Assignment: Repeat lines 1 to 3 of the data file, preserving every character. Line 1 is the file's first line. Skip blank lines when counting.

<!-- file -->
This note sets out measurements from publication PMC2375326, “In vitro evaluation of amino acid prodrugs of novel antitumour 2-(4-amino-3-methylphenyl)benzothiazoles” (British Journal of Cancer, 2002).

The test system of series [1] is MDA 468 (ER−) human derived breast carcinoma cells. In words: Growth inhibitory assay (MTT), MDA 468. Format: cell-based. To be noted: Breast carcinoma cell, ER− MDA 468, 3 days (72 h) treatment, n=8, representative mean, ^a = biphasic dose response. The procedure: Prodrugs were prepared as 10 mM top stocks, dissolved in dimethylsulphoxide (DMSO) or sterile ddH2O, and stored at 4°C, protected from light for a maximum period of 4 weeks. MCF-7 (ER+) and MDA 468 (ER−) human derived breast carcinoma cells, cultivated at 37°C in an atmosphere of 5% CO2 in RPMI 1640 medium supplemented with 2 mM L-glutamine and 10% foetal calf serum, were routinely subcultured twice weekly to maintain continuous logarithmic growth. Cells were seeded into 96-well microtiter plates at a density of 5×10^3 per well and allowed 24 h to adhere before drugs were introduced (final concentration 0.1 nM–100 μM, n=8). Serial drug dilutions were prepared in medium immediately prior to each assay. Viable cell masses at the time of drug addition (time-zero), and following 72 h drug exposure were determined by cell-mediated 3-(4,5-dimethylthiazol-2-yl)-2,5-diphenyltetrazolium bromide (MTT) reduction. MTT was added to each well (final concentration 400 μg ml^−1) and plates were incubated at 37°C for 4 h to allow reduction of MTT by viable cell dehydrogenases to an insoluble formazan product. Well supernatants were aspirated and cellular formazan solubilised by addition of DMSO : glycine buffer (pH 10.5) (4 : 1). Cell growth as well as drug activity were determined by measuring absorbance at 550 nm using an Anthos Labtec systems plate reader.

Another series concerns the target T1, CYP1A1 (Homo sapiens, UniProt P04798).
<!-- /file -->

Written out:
This note sets out measurements from publication PMC2375326, “In vitro evaluation of amino acid prodrugs of novel antitumour 2-(4-amino-3-methylphenyl)benzothiazoles” (British Journal of Cancer, 2002).

The test system of series [1] is MDA 468 (ER−) human derived breast carcinoma cells. In words: Growth inhibitory assay (MTT), MDA 468. Format: cell-based. To be noted: Breast carcinoma cell, ER− MDA 468, 3 days (72 h) treatment, n=8, representative mean, ^a = biphasic dose response. The procedure: Prodrugs were prepared as 10 mM top stocks, dissolved in dimethylsulphoxide (DMSO) or sterile ddH2O, and stored at 4°C, protected from light for a maximum period of 4 weeks. MCF-7 (ER+) and MDA 468 (ER−) human derived breast carcinoma cells, cultivated at 37°C in an atmosphere of 5% CO2 in RPMI 1640 medium supplemented with 2 mM L-glutamine and 10% foetal calf serum, were routinely subcultured twice weekly to maintain continuous logarithmic growth. Cells were seeded into 96-well microtiter plates at a density of 5×10^3 per well and allowed 24 h to adhere before drugs were introduced (final concentration 0.1 nM–100 μM, n=8). Serial drug dilutions were prepared in medium immediately prior to each assay. Viable cell masses at the time of drug addition (time-zero), and following 72 h drug exposure were determined by cell-mediated 3-(4,5-dimethylthiazol-2-yl)-2,5-diphenyltetrazolium bromide (MTT) reduction. MTT was added to each well (final concentration 400 μg ml^−1) and plates were incubated at 37°C for 4 h to allow reduction of MTT by viable cell dehydrogenases to an insoluble formazan product. Well supernatants were aspirated and cellular formazan solubilised by addition of DMSO : glycine buffer (pH 10.5) (4 : 1). Cell growth as well as drug activity were determined by measuring absorbance at 550 nm using an Anthos Labtec systems plate reader.

Another series concerns the target T1, CYP1A1 (Homo sapiens, UniProt P04798).